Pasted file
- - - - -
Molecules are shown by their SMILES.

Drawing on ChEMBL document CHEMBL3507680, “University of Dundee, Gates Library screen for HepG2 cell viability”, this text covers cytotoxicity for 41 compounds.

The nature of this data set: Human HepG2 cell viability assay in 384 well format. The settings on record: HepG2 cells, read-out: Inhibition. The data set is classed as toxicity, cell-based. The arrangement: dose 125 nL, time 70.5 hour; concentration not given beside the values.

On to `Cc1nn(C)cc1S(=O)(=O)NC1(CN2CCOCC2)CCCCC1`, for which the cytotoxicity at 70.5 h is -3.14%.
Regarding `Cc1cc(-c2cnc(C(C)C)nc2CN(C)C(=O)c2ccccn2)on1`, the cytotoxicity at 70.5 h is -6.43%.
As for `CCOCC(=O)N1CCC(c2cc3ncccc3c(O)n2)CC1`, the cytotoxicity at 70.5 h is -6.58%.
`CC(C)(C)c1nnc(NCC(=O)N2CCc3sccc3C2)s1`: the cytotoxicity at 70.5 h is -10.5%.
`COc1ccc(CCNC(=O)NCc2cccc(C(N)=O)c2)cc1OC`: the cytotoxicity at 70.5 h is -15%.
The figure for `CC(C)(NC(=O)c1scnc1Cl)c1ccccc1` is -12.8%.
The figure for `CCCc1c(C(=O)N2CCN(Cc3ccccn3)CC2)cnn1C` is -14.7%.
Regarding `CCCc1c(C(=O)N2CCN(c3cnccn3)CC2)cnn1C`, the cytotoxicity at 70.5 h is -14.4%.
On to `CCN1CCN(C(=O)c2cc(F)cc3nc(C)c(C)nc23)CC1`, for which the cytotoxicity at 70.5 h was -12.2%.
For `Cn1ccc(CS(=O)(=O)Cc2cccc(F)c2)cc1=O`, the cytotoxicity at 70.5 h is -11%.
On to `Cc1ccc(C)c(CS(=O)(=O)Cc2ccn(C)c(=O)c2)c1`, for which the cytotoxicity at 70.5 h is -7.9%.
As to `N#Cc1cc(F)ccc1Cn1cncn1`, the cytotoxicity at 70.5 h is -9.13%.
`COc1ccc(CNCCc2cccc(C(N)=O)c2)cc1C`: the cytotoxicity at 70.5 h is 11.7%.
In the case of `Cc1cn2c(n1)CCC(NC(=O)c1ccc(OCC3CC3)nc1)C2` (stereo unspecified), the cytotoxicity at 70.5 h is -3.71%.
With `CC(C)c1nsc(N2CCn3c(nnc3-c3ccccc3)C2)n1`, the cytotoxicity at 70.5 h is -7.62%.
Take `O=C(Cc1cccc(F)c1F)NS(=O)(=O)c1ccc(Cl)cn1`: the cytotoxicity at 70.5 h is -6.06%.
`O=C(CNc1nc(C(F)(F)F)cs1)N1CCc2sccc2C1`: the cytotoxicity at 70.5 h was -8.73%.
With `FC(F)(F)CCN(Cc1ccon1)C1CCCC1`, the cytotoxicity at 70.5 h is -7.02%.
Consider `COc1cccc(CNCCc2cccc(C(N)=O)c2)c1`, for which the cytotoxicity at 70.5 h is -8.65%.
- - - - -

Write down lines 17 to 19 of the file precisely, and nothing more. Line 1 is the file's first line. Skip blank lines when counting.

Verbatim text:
In the case of `Cc1cn2c(n1)CCC(NC(=O)c1ccc(OCC3CC3)nc1)C2` (stereo unspecified), the cytotoxicity at 70.5 h is -3.71%.
With `CC(C)c1nsc(N2CCn3c(nnc3-c3ccccc3)C2)n1`, the cytotoxicity at 70.5 h is -7.62%.
Take `O=C(Cc1cccc(F)c1F)NS(=O)(=O)c1ccc(Cl)cn1`: the cytotoxicity at 70.5 h is -6.06%.